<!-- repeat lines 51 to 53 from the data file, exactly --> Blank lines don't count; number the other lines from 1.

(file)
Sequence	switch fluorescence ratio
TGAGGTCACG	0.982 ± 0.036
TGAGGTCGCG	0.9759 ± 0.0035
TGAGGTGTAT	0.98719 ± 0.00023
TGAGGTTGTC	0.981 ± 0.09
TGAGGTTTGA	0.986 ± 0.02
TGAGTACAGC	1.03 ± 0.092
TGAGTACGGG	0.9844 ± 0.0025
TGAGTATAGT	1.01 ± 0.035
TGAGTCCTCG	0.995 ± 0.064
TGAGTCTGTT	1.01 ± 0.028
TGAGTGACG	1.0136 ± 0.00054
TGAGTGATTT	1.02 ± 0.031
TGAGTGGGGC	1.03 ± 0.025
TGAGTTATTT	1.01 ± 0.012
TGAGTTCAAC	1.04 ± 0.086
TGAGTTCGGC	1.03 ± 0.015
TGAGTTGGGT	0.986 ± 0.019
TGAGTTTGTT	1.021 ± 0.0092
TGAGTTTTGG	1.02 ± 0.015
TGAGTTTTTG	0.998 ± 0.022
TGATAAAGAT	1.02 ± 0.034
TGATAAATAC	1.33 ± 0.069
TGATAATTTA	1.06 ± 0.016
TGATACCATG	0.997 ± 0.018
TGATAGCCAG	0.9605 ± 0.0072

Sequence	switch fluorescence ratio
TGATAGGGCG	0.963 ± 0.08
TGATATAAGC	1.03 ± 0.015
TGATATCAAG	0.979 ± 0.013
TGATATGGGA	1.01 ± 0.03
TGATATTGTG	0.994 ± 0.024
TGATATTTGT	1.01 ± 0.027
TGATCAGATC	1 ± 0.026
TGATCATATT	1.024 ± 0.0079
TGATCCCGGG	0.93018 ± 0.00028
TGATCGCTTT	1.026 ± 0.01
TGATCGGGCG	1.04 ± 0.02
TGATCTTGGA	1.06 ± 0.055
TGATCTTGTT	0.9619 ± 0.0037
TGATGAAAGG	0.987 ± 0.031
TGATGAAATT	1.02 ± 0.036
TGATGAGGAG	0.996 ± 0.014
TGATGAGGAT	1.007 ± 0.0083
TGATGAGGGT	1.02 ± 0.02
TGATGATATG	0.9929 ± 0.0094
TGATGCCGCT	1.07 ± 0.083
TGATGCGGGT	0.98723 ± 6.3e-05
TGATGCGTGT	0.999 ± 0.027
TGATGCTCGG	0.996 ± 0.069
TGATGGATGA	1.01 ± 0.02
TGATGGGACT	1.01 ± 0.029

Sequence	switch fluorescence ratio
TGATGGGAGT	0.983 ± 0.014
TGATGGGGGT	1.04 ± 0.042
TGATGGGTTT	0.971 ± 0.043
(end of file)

TGATGGATGA	1.01 ± 0.02
TGATGGGACT	1.01 ± 0.029

Sequence	switch fluorescence ratio